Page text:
Myotubular myopathy is a severely genetic disease leading to muscular paralysis and even results in death at a young age, however researchers may have found a way to fight it.
The University of Geneva (UNIGE), Switzerland, working in assocation with the University of Strasbourg, France, have identified a molecule that not only vastly reduces the progression of the disease but also boosts life expectancy. Since the molecule tamoxifen, is already used to treat breast cancer, the researchers anticipate to soon schedule a clinical trial so that patients can be given the medication and help battle muscular paralysis.
What do you know about muscular paralysis?
Myotubular myopathy is a severe genetic disease that weakens all the skeletal muscles from birth. 90% of affected babies do not live to two years of age.
Myotubular myopathy is caused by a lack of myotubularin, which is an enzyme that transforms the lipidic messengers. Without this, the protein known as dynamin 2 accumulates and causes muscle atrophy. In the search for a cure, one of the avenues explored by several groups, including UNIGE’s colleagues in Strasbourg, is to target dynamin 2, which is modulated by tamoxifen.
Leonardo Scapozza, professor at the School of Pharmaceutical Sciences at UNIGE’s Faculty of Science explains: “The disease affects the X chromosome in one in 50,000 male infants.” Therefore, only boys are struck by myotubular myopathy, since the second X chromosome in girls generally compensates for the possible mutation of the first.
The multipurpose molecule, tamoxifen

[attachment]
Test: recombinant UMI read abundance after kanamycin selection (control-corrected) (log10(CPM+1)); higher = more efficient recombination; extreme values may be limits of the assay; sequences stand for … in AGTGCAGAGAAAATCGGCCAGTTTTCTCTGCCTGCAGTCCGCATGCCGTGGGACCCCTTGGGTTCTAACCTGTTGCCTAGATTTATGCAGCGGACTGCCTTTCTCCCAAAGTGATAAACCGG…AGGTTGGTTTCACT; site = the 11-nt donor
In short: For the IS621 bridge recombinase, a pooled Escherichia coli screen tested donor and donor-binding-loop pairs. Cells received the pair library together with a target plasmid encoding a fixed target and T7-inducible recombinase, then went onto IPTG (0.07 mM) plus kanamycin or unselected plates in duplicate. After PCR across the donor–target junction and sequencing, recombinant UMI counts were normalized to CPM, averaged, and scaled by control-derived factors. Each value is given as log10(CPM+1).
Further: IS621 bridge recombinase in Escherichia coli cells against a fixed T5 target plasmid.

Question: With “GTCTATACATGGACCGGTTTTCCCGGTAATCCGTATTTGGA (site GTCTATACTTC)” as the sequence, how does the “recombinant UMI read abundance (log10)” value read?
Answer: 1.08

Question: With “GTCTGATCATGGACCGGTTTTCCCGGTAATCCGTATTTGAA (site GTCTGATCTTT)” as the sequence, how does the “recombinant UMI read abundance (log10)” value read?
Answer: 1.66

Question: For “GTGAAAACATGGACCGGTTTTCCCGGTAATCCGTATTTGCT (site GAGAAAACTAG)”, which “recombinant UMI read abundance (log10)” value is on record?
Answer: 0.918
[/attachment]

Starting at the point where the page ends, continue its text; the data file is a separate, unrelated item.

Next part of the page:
The researchers focused more on tamoxifen, which has been used for many years to treat breast cancer. The molecule was also of particular interest to the study of muscular paralysis as it has several interesting properties for protecting muscle fibres such as being an antioxidant, anti-fibrotic and also protects the mitochondria.
“In a previous study, we used tamoxifen against Duchenne muscular dystrophy, which is also an inherited muscular disease that affects one in 3,500 boys, where the life expectancy is 30 years.” Explains Elinam Gayi, a PhD student in UNIGE’s School of Pharmaceutical Sciences.
Details of the study
The scientists began the treatment on the subjects when paralysis of the hindlegs occurred at about three weeks. However, they have highlighted that administering the drug earlier might be more efficacious against muscle weakness and muscular paralysis.
Moreover, from the study, the progress of the muscular paralysis was slowed down massively or even completely stopped. Muscular strength was tripled, and it was possible to recover 60% of the muscular deficit between a healthy mouse and a sick mouse.
“In parallel to our study, a team from the Children’s Hospital of Toronto tested the drug on even younger mice, and the disease did not develop,” says Olivier Dorchies, a researcher in the School of Pharmaceutical Sciences.
“The problem is that in humans, myotubular myopathy starts during foetal development, so it’s hard to know whether the total absence of paralysis might be achieved if this molecule is given after birth.”
Will a clinical trial be set up to tackle muscular paralysis?
Elinam concludes: “Since tamoxifen is already authorised for use in humans, and a clinical trial is underway for Duchenne muscular dystrophy, we’re hopeful that a clinical trial will come on line within a couple of years.”
The researchers aim to continue the exploration of tamoxifen for treating genetic muscle diseases and will try to combine it with other authorised molecules. The ultimate goal is to find treatments that can be put on the market quickly and tackle debilitating conditions such as muscular paralysis.